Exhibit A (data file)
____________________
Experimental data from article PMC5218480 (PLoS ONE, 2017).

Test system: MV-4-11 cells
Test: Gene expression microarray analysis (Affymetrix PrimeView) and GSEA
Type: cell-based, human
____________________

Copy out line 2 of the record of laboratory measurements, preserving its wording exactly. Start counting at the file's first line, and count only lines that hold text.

Test system: MV-4-11 cells